Tally lives in a world where your sixteenth birthday brings aesthetic perfection: an operation which erases all your flaws, transforming you from an 'Ugly' into a 'Pretty'. She is on the eve of this important event, and cannot wait for her life to change. As well as guaranteeing supermodel looks, life as a Pretty seems to revolve around having a ...
Tally lives in a world where your sixteenth birthday brings aesthetic perfection: an operation which erases all your flaws, transforming you from an 'Ugly' into a 'Pretty'. She is on the eve of this important event, and cannot wait for her life to change. As well as guaranteeing supermodel looks, life as a Pretty seems to revolve around having a good time. But then she meets Shay, who is also fifteen - but with a very different outlook on life. Shay isn't sure she wants to be Pretty and plans to escape to a community in the forest - the Rusty Ruins - where Uglies go to escape ' turning'. Tally won't be persuaded to join her, as this would involve sacrificing everything she's ever wanted for a lot of uncertainty. When she is taken in for questioning on her birthday, however, Tally gets sent to the Ruins anyway - against her will. The authorities offer Tally the worst choice she could ever imagine: find her friend Shay and turn her in, or never turn Pretty at all. What she discovers in the Ruins reveals that there is nothing 'pretty' about the transformations...And the choice Tally makes will change her world forever.
I really loved this book! Wonderfully plotted, and Scott Westerfield is SO good at discribing! I couldn't set it down! I would definitely buy it!
Apr 8, 2010
The good, the bad, and the Uglies!
The good: this series (Uglies, Pretties, Extras, Specials) is a real hit with the YA crowd. I work in a high school English department, and as far as we're concerned, if they will read it, it's good.
The bad: yes, it's shallow (just like the appearance-driven society it depicts.) Yes, the romance is sudden and without basis (my disbelief was not willingly suspended.) And yes, it does tend to wink at (or even glamorize) teen-age hijinks.
The Uglies: in spite of its faults, a fun read. If you don't like Tally now, stay with it, as she does "evolve" in the subsequent novels. Amusing fluff, but potentially thought-provoking, especially for teens. Worth a try!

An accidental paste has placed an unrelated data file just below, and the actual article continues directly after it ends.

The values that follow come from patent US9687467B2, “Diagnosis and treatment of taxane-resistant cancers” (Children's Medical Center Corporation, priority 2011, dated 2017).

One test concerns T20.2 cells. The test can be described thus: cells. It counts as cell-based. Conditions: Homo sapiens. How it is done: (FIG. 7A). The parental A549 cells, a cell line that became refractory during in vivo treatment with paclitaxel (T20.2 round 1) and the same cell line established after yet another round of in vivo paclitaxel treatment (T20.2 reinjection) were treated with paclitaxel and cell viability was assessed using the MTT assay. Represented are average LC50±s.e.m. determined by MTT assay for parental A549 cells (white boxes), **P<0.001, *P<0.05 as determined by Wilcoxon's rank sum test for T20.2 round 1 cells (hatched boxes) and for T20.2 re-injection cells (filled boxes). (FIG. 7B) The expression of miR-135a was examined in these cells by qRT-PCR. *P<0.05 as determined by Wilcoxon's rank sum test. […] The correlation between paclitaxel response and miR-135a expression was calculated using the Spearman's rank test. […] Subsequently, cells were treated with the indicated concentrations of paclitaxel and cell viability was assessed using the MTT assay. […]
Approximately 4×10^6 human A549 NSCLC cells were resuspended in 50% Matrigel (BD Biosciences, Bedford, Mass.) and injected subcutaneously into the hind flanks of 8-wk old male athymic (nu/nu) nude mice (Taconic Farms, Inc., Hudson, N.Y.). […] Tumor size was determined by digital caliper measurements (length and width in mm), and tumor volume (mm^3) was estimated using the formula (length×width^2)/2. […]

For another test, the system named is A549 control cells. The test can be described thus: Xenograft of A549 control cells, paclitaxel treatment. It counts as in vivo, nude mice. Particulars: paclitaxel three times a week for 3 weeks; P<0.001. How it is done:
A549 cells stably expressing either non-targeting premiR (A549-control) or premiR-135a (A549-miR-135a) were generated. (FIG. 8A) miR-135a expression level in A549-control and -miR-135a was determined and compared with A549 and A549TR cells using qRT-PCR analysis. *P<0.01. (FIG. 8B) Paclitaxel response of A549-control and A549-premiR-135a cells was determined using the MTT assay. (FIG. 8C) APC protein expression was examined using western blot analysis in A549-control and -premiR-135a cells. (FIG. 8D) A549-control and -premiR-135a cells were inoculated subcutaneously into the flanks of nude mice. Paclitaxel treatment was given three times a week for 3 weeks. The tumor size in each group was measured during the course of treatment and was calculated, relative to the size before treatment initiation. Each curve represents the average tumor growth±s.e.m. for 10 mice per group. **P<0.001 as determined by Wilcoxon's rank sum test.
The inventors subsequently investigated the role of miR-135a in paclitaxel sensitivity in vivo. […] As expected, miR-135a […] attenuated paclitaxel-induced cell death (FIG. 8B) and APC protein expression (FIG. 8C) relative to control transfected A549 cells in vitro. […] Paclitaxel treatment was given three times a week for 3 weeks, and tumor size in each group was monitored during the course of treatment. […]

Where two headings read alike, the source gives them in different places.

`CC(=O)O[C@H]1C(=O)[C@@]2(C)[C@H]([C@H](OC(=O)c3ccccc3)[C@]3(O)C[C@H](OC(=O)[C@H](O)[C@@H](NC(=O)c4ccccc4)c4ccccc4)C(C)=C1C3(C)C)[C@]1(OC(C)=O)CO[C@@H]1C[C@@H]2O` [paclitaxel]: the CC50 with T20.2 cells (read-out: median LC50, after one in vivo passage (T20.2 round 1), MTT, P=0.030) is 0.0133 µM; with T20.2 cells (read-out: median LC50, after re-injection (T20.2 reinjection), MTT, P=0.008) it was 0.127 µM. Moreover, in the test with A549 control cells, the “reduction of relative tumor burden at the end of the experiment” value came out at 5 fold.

Apr 22, 2009
This book shows so much about today. Everyone cares too much about the outside-pretty or ugly-and what people think. Westerfield is an amazing author and i most-definitely LOVED this book! I really recommend this to ALL kids-through age 110 .A thrilling novel! It is one-of-a-kind and there's no other book like it! it is one of the most unique and meaningful book I've ever read. Most girls & Guys can relate to Tally-the wanting to be pretty and exactly like everyone else-and it is so true. There were some very surprising things happening when Tally and Shay go on an adventure that will change both their live forever!! Will they become pretty? You should definitely read this never forgetting and unbelievable novel! hope you enjoyed what i thought of the book Uglies. Just to let u know EVERY book in this trilogy is AWSOME. The 4th Book is just as Good as all the rest. ENJOY & HAPPY READING!!!!
Nov 17, 2007
I was fascinated with the world that Westerfeld created for this novel. It took me a little while to truly connect with it, but once I did I was really sucked in! The world of ?uglies? and ?pretties? is enough of an extension of our world today that it?s not that hard to believe. Combined with a bit of adventure, humor, and a heroine who likes to play pranks and take risks, what more could a reader ask for? There is a more serious side to this novel, however, that deals with themes of beauty, betrayal, and ethical dilemmas, all of which resonate strongly in today?s society. Then there is the whole government control plotline which puts one in mind of themes from Orwell?s 1984 or Bradbury?s Farenheit 451: fascinating yet scary. I thoroughly enjoyed Uglies and look forward to reading more in this series.
Aug 4, 2007
Well, i have to say it's a very good read. I read it twice already and i can't wait to read the other books in the trilogy. The book is action-packed and it really makes you think about the society we live in today. So read it!
Publishers Weekly, 2005-03-21 In this launch title of a planned trilogy, teenager Tally Youngblood is living an unexamined life in a world unlike ours, hundreds of years from now. She's impatiently awaiting her birthday because in her town, Uglyville, everybody gets the same gift at age 16: cosmetic surgery which transforms them into gorgeous creatures. They also move into "party towers" in New Pretty Town. Tally's best friend has already made the transition and, motivated by her desire to see him, she sneaks into town. Her near-capture leads to a new best friend, Shay, who has the same birthday. On the eve of their operations, Shay reveals a plan to escape to a renegade settlement called "the Smoke." When Shay disappears, government agents blackmail Tally into leading them to the rebels. Once in the Smoke, Tally has a crisis of conscience when she learns the surgery is more sinister than she imagined. Teens will appreciate the gadgetry-including bungee jackets and hoverboards that work by magnetic levitation. But plausibility problems creep in, such as Tally leading a breakout of Smokeys from a high-tech compound while wearing handcuffs. As in his So Yesterday, Westerfeld introduces thought-provoking issues, but readers may lose track of the plot while sorting the many messages about how the "Rusties" nearly destroyed the planet. They may also feel cheated when, after 400-plus pages, the ending leaves loose ends to be tied up in the next installment, Pretties. Ages 12-up. (Mar.) (c) Copyright PWxyz, LLC. All rights reserved
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